The American Bar Association Ethics 20/20 Commission and Rule 1.1 provide that a lawyer’s duty of competence “[t]o maintain the requisite knowledge and skill, [requires] a lawyer [to] keep abreast of changes in law and its practice, including the benefits and risks associated with relevant technology.”  The New York County Lawyers’ Association Professional Ethics Committee Formal Opinion 749 (Feb. 21, 2017) echoes Rule 1.1 and discusses a lawyer’s “ethical duty of technological competence.”  Therefore, in today’s world replete with tweets, posts and handles, it is important that attorneys have some degree of social media savvy.

But what exactly does a lawyer need to know or do to be savvy when it comes to the internet of things and modern day technology?  For example, who knew there is a trend nationwide that lawyers have “a duty to Google.”  (See, e.g., Johnson v. McCullough 306 SW3d 551 [Mo. 2010] [the Court held that counsel had an affirmative duty to research jurors online]).  And, while New York has not gone so far as to require counsel to research jurors, New York does have a number of ethical opinions in place that govern how/when a lawyer may conduct such research should they choose to research a juror online.

The two opinions worth being aware of are the NY County Lawyer Association Opinion 743 (2011) (“NYCLA”) and the New York City Bar Association Commission on Professional Ethics Formal Opinion 2012-2 (2012) (“NYCBA”), which both provide that a lawyer may view the social media profile of a prospective juror provided that there is no communication with the juror.  The NYCLA Opinion further provides that a lawyer cannot seek to friend jurors, subscribe to their Twitter accounts or otherwise contact the juror.  Rather, a lawyer may only visit the prospective juror’s publicly available social media content.   In addition to lawyers’ conduct vis-à-vis prospective jurors, this same rule applies to sitting jurors.

The area rife for concern is what exactly is a “communication with a juror” under these Ethical Opinions?  And what happens if a lawyer intentionally or inadvertently communicates with a juror or prospective juror?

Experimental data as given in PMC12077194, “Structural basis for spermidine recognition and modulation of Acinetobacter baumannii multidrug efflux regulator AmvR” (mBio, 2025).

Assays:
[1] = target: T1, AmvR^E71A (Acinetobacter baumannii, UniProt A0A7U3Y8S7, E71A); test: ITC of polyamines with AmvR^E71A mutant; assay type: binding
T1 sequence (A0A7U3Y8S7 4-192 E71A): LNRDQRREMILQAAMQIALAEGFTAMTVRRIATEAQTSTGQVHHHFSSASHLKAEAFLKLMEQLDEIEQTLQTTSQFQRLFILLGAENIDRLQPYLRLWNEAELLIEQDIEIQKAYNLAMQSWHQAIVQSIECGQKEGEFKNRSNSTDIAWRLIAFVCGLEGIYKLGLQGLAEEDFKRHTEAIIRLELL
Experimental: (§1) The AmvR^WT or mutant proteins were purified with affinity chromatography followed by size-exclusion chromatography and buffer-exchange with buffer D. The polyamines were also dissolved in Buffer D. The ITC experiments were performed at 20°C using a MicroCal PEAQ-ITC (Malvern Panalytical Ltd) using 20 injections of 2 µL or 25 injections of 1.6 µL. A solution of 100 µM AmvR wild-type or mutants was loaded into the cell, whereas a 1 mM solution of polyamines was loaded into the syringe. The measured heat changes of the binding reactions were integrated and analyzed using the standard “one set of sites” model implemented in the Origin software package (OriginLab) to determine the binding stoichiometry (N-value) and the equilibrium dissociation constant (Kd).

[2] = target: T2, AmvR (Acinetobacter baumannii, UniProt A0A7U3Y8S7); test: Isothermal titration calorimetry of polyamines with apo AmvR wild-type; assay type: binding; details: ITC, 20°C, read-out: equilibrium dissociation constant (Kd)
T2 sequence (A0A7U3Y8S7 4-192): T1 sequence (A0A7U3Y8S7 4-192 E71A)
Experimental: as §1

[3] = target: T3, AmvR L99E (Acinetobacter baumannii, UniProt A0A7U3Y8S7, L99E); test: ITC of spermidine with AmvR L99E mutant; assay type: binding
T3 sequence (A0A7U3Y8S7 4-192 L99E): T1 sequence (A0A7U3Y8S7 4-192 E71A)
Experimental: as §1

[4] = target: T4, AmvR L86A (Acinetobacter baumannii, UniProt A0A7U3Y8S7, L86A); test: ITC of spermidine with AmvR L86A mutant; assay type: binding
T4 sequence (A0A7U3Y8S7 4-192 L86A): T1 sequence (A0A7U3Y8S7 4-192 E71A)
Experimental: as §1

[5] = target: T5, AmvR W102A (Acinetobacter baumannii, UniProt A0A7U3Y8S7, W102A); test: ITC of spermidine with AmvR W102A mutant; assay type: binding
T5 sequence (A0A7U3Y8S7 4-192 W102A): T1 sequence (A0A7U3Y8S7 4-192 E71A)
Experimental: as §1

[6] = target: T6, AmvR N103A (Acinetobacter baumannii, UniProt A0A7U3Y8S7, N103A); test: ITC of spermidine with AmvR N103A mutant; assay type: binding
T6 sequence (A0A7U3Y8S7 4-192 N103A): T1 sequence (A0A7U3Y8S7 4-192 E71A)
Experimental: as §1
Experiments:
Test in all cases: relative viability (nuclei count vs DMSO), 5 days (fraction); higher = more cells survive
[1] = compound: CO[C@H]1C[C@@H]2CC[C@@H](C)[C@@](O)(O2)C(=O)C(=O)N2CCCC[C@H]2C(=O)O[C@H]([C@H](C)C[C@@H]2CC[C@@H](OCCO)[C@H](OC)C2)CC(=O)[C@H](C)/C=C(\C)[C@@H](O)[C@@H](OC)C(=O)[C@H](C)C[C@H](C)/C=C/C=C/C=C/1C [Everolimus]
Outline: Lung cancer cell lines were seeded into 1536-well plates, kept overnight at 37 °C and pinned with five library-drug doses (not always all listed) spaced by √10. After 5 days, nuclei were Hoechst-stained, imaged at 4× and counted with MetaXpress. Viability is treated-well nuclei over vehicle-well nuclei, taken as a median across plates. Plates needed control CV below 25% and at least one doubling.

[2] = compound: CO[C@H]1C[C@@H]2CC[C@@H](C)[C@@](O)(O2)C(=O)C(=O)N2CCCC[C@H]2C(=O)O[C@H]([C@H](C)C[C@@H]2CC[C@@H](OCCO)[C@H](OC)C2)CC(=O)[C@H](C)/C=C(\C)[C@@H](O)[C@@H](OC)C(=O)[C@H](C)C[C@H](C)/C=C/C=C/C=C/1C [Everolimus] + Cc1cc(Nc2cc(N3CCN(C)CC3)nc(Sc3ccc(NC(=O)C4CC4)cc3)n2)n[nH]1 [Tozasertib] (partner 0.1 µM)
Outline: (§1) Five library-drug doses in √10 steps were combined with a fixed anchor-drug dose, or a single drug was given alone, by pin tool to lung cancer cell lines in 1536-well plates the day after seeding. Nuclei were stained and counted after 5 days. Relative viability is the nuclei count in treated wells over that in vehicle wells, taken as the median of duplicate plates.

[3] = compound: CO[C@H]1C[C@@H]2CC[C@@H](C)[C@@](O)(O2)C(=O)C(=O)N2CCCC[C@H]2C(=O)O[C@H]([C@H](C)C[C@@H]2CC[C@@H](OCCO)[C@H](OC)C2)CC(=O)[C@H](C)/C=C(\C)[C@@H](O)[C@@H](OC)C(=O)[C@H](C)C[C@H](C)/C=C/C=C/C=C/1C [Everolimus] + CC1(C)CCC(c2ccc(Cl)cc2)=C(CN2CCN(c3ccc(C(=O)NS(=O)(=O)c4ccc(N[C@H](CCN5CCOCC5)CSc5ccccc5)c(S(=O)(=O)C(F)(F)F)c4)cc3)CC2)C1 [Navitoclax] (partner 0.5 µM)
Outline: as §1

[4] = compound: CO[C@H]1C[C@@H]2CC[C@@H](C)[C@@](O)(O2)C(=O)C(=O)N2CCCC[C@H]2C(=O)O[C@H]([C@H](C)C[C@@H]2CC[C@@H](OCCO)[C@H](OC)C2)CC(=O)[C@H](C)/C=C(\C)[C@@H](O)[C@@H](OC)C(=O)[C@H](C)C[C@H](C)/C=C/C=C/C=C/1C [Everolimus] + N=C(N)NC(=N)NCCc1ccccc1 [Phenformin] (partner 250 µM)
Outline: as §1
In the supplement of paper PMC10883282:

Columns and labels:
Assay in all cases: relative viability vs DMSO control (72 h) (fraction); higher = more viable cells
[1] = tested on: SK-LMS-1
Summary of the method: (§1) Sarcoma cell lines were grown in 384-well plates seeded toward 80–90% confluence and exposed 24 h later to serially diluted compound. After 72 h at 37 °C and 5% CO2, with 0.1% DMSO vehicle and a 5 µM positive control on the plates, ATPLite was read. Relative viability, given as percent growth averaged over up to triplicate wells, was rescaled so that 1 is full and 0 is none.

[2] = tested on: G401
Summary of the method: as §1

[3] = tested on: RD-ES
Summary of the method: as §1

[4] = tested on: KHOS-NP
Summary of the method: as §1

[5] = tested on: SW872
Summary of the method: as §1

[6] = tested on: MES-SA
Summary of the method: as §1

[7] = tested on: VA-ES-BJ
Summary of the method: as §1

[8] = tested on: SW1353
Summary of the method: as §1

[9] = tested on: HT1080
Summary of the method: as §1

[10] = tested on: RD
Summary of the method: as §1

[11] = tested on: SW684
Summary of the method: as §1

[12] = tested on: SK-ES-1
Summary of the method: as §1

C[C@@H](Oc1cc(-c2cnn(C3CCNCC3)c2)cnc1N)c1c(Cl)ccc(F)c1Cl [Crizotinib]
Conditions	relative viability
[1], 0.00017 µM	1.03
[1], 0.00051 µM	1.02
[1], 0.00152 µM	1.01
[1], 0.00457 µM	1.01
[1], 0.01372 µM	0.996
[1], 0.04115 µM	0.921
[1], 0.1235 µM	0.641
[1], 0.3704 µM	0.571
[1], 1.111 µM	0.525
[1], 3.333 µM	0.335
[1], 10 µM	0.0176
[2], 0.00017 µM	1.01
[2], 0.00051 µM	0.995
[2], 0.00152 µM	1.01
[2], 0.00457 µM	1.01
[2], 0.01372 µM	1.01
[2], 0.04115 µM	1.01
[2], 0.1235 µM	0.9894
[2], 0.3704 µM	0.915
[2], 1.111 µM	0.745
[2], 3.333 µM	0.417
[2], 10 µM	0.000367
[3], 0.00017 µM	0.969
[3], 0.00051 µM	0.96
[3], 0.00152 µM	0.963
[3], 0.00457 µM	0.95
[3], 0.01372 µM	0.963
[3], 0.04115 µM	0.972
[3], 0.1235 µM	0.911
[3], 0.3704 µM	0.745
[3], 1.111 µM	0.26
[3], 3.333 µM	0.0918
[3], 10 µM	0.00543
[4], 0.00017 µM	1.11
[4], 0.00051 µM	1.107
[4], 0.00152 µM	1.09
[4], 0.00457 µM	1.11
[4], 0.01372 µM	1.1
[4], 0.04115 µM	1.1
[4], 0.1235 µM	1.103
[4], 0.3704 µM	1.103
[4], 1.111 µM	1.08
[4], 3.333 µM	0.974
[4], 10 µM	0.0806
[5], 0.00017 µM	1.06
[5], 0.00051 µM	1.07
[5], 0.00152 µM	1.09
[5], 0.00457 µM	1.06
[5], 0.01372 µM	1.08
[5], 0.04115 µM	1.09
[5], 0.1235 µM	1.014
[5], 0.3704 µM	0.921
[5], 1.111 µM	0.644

Use of social media by the tech-rube attorney could be rife with issues, as often times social media networks will generate an automatic notice (i.e., Katy Cole viewed your LinkedIn account).  Such notices are, under the ethical opinions, a violation of the no-communication rule.  It is therefore critically important that before you, a colleague or agent conduct any social media research about jurors, that you understand how the particular network operates.*

The ABA (Formal Rule 466 [April 2014]) reaches a different conclusion: that system generated notices are not communications. “The fact that a juror, or a potential juror may become aware that a lawyer is reviewing his internet presence when a network setting notifies juror or such, does not constitute a communication from the lawyer in violation of Rule 3.5(b).”   Below is a summary chart that may be a helpful tool when trying to determine whether you may view the social media profile of a prospective or sitting juror, the limitations of what you may/may not do and your attendant obligations, should you learn of a juror’s misconduct as a result of your viewing his/her social media content.

Pre-Trial Search:

NY County Lawyer Association

  • Lawyer may view social media profile of a prospective juror so long as there is no communication with the juror (whether initiated by the lawyer, her agent or automatically generated by the social media network) NYCLA, Formal Op. 743 (2011)
  • Lawyer cannot seek to “friend” jurors, subscribe to their Twitter accounts, send tweets to jurors or otherwise contact them. Id.
  • Lawyer may visit whatever is publicly available. Id.

NY City Bar Association

  • Lawyer may view the social media profile of a prospective juror so long as there is no communication with the juror (whether initiated by the lawyer, her agent or automatically generated by the social media network). NYCBA, Formal Op. 2012-2 (2012)